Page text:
Genetic variation of pastoralist populations in Kenya:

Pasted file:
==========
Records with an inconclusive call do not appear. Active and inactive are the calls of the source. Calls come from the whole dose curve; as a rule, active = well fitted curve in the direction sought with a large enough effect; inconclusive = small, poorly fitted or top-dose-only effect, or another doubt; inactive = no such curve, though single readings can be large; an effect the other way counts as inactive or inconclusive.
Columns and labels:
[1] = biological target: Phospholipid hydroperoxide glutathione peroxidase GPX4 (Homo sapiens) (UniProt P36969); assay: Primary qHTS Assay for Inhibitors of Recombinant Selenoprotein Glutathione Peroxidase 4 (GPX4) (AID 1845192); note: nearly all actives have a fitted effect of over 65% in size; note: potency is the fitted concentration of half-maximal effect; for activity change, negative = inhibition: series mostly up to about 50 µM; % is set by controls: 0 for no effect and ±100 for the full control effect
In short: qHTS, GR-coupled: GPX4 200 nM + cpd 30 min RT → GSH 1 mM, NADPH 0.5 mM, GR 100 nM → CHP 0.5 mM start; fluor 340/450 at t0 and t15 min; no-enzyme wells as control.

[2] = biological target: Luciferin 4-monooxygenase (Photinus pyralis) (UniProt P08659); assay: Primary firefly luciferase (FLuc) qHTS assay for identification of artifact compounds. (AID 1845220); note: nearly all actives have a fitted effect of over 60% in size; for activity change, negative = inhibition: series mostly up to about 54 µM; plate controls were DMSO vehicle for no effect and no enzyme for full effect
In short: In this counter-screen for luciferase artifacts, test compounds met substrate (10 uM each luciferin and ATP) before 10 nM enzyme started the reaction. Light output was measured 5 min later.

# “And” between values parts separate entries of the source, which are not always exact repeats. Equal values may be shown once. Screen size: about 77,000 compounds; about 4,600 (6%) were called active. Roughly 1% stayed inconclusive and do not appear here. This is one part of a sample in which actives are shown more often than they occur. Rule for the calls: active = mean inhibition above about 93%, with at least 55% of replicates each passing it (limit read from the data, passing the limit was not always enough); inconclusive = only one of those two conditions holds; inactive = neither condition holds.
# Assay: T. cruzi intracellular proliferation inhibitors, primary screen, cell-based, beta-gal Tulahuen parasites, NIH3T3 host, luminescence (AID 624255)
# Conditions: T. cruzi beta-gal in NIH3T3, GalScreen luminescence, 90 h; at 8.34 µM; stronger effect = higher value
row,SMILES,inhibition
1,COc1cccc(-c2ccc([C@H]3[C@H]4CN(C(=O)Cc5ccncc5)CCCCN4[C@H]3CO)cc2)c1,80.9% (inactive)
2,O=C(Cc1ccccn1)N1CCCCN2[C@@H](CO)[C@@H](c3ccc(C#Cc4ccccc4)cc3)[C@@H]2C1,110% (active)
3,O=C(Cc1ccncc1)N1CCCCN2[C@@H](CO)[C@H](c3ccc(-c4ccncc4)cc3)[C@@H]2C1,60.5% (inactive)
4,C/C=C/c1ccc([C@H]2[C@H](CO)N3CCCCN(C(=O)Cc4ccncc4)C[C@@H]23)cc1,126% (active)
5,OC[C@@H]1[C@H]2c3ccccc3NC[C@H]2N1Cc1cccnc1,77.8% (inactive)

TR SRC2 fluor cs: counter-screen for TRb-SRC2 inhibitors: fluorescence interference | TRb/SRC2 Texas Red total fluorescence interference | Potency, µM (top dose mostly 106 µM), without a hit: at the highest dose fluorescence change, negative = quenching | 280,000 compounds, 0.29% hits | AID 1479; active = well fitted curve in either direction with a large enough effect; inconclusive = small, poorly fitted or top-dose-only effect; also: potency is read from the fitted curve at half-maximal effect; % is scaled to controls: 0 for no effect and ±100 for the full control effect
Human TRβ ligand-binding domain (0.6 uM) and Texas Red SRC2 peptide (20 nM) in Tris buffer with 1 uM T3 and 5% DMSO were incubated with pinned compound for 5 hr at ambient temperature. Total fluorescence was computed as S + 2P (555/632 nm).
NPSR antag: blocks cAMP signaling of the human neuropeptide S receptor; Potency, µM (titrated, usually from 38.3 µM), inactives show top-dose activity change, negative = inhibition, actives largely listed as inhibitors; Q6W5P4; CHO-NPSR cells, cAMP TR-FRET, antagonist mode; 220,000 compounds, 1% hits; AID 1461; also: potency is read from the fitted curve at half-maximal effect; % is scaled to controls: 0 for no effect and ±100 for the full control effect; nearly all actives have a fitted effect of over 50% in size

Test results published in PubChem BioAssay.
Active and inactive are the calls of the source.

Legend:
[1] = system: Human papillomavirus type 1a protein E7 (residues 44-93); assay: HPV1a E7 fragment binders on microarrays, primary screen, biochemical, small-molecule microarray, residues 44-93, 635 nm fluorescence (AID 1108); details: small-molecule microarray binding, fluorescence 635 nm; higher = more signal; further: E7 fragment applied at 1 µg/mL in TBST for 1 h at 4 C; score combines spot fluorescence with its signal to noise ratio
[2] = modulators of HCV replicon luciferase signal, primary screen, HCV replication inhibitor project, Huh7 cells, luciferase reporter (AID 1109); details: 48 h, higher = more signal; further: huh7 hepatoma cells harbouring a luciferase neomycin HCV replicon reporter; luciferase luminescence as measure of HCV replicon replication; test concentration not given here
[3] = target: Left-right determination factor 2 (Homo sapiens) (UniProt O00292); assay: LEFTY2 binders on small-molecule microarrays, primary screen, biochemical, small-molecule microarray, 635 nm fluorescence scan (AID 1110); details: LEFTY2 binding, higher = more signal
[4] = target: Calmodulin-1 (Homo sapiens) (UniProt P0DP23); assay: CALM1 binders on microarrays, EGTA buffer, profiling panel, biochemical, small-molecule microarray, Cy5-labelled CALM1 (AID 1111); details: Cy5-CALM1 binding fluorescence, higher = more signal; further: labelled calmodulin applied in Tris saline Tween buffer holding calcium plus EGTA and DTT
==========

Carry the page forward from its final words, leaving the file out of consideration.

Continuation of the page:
Human populations in Africa are the most genetically diverse in the world, having a rich evolutionary history, and yet are severely understudied. Specifically, the genetics between and among pastoralist populations in northern Kenya are largely unknown. The purpose of this study is to understand the biological history of the people of northern Kenya, particularly clans of the Turkana, Samburu, Rendille, and Borana. This study aims to measure the extent of variation among several genetic systems (Y chromosome, mitochondrial and nuclear DNA) in the people of these regions, with the goal to better understand the broader evolutionary history of these populations and to add to the current knowledge of population genetics in Africa. This project is in collaboration with both Dr. Sarah Mathew, Assistant Professor in the School of Human Evolution and Social Change at Arizona State University, and Dr. Melissa Wilson Sayres, Assistant Professor in the School of Life Sciences at Arizona State University.